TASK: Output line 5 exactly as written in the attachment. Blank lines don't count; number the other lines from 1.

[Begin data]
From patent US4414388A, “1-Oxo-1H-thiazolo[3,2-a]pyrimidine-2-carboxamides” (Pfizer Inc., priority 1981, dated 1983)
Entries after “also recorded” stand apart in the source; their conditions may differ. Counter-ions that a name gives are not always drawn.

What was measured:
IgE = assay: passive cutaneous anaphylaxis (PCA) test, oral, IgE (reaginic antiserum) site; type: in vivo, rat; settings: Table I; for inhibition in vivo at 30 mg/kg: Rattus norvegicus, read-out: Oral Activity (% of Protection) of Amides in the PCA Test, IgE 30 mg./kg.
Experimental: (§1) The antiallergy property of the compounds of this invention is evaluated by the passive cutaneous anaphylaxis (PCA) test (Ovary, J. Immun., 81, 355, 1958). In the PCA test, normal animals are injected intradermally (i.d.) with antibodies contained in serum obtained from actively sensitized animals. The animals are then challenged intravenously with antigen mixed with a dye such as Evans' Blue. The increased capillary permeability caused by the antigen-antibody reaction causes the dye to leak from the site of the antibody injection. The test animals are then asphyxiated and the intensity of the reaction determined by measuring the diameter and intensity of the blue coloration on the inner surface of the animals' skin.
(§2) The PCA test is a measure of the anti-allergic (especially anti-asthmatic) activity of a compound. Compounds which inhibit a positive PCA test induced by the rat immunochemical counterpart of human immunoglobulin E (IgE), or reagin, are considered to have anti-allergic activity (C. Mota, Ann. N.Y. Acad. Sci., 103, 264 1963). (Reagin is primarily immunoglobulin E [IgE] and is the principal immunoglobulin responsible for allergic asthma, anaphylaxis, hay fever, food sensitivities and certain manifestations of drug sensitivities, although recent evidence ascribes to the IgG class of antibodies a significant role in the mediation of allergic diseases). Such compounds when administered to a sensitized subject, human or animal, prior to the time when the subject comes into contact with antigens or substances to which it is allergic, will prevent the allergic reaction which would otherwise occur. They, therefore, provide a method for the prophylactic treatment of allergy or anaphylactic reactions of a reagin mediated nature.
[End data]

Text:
Experimental: (§1) The antiallergy property of the compounds of this invention is evaluated by the passive cutaneous anaphylaxis (PCA) test (Ovary, J. Immun., 81, 355, 1958). In the PCA test, normal animals are injected intradermally (i.d.) with antibodies contained in serum obtained from actively sensitized animals. The animals are then challenged intravenously with antigen mixed with a dye such as Evans' Blue. The increased capillary permeability caused by the antigen-antibody reaction causes the dye to leak from the site of the antibody injection. The test animals are then asphyxiated and the intensity of the reaction determined by measuring the diameter and intensity of the blue coloration on the inner surface of the animals' skin.